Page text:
Provost Professor William Vega, executive director of the Edward R. Roybal Institute on Aging at the USC School of Social Work, delivered the inaugural lecture for the Immigrant Health Initiative seminar series on Sept. 29 at the Ronald Tutor Campus Center.
Vega is one of the nation’s leading experts on health disparities that affect aging ethnic minority populations and a founding member of the initiative, which received a $25,000 annual grant for up to three years from the USC Collaboration Fund.
Lihua Lui, assistant professor in the Department of Preventive Medicine at the Keck School of Medicine of USC, is spearheading the new initiative to engage faculty and students in an ongoing dialogue about why the positive health characteristics of many immigrants in the United States deteriorate soon after their arrival and what can be done to reverse the trend.
“They’re coming here as fairly healthy people,” Vega said. “When you travel in countries abroad, you will quickly notice that they look different than the American population.”
The U.S. Latino population, which is around 50 percent foreign-born, is a telling example. Vega noted that this Latino population has a lower overall mortality rate than the rest of the nation’s population because it comprises a large number of immigrants. He added that American-born Latinos have more chronic health problems than foreign-born Latinos.
One reason for the deteriorating health of immigrants is the adoption of certain American lifestyle behaviors.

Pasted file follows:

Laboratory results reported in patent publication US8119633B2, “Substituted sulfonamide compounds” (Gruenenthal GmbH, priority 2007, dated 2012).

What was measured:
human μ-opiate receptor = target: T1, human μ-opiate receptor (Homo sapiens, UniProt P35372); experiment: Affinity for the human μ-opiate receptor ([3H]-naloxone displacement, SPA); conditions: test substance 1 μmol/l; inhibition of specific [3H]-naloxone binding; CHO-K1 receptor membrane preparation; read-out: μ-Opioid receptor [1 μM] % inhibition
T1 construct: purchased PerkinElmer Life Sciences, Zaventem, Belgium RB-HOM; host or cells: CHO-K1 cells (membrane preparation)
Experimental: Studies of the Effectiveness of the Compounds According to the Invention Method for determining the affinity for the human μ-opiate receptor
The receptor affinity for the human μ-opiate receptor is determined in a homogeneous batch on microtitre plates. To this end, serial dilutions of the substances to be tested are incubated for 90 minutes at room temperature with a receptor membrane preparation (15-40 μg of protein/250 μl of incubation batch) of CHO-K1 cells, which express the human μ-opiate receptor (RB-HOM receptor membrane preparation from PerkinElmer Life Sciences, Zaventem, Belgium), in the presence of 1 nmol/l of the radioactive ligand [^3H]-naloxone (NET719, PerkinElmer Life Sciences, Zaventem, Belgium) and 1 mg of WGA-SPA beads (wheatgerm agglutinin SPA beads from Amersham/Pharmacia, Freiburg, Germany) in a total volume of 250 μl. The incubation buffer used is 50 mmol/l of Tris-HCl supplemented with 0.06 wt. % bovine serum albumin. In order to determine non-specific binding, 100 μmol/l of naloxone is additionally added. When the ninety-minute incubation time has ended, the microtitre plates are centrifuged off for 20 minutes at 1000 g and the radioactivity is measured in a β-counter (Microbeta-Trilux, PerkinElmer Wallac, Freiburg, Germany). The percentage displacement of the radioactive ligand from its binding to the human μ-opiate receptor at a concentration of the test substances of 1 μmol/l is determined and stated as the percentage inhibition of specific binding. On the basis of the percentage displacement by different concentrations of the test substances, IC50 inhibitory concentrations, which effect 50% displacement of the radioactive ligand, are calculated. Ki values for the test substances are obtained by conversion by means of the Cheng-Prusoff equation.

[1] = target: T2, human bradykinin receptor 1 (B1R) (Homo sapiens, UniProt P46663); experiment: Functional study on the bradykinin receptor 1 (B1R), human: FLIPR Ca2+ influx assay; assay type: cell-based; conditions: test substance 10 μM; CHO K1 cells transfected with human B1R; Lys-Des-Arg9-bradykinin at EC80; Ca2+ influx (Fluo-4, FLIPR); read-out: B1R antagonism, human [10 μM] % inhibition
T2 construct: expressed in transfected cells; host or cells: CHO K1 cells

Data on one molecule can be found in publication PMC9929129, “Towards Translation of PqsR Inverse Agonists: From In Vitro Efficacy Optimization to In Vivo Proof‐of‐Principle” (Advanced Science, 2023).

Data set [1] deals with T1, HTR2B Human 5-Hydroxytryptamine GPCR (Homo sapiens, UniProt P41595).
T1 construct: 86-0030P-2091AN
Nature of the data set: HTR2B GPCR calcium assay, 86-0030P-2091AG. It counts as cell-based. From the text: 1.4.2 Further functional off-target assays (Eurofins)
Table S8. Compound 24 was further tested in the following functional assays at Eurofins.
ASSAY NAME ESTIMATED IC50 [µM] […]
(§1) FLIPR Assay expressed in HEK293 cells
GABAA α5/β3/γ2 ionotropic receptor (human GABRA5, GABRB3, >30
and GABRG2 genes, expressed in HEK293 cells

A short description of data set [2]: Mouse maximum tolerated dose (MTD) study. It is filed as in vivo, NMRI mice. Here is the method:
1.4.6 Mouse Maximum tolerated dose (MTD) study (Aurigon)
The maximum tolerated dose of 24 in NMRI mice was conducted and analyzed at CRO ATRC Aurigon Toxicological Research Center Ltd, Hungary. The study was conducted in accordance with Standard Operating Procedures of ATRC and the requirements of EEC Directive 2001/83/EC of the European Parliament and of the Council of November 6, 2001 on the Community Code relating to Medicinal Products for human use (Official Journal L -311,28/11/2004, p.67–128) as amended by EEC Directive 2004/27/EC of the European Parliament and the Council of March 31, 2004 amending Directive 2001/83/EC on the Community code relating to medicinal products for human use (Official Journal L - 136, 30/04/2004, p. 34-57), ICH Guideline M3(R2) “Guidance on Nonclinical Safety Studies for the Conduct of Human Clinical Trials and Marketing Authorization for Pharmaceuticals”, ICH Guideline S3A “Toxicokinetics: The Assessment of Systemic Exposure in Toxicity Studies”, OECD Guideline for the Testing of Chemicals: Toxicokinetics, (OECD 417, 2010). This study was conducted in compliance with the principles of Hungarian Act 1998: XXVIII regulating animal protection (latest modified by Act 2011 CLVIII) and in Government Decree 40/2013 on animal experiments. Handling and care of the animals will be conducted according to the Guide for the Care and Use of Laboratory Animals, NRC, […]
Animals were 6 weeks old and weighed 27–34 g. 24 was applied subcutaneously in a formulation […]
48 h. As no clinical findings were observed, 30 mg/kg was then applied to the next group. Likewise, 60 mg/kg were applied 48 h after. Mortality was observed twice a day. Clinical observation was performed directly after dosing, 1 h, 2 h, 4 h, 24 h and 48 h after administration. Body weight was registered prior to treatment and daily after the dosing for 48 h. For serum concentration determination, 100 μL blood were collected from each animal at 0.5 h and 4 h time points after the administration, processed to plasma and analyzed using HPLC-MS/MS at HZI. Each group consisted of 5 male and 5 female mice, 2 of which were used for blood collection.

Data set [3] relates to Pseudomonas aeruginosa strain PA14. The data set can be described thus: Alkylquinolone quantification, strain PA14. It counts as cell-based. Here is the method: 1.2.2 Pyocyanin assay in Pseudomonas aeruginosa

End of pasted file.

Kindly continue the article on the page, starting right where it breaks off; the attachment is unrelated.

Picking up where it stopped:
The exceptional health of immigrants also begins to decline as they struggle to adapt to American society and must confront systemic inequalities due to their status.
“Immigrants who come here strong will over time be weakened by adverse conditions that they will face,” Vega said.
Around 12 percent of the U.S. population is foreign-born. Nearly half of all foreign-born in the United States are Latino. One-quarter of the nation’s foreign-born population is from Asia.
A significant percentage of the foreign-born U.S. population has lower socioeconomic status.
“Social status differences make a massive difference in biological effects on the body,” Vega said.
The long-term cumulative effects of lower socioeconomic status become evident as individuals age.
“A 55-year-old from low-income status looks like someone about 70 years old from upper-middle income status,” Vega said.
The focus of his work is to remedy these disparities.
The Roybal Institute is dedicated to translational research and training that promotes and sustains optimal physical, mental and social functioning of older persons from low-income and multiethnic backgrounds.